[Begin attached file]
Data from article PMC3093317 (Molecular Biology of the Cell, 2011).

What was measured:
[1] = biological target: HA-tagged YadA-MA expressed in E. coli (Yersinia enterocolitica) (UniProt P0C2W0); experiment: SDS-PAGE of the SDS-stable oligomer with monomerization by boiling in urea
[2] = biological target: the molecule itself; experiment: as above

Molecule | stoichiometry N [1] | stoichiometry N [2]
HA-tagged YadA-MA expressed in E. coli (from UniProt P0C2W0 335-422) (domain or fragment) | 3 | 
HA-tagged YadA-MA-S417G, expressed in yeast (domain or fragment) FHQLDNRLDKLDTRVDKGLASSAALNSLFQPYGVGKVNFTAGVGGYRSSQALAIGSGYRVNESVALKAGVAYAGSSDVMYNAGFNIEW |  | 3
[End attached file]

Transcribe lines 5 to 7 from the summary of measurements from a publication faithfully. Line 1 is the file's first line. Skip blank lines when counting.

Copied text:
Molecule | stoichiometry N [1] | stoichiometry N [2]
HA-tagged YadA-MA expressed in E. coli (from UniProt P0C2W0 335-422) (domain or fragment) | 3 | 
HA-tagged YadA-MA-S417G, expressed in yeast (domain or fragment) FHQLDNRLDKLDTRVDKGLASSAALNSLFQPYGVGKVNFTAGVGGYRSSQALAIGSGYRVNESVALKAGVAYAGSSDVMYNAGFNIEW |  | 3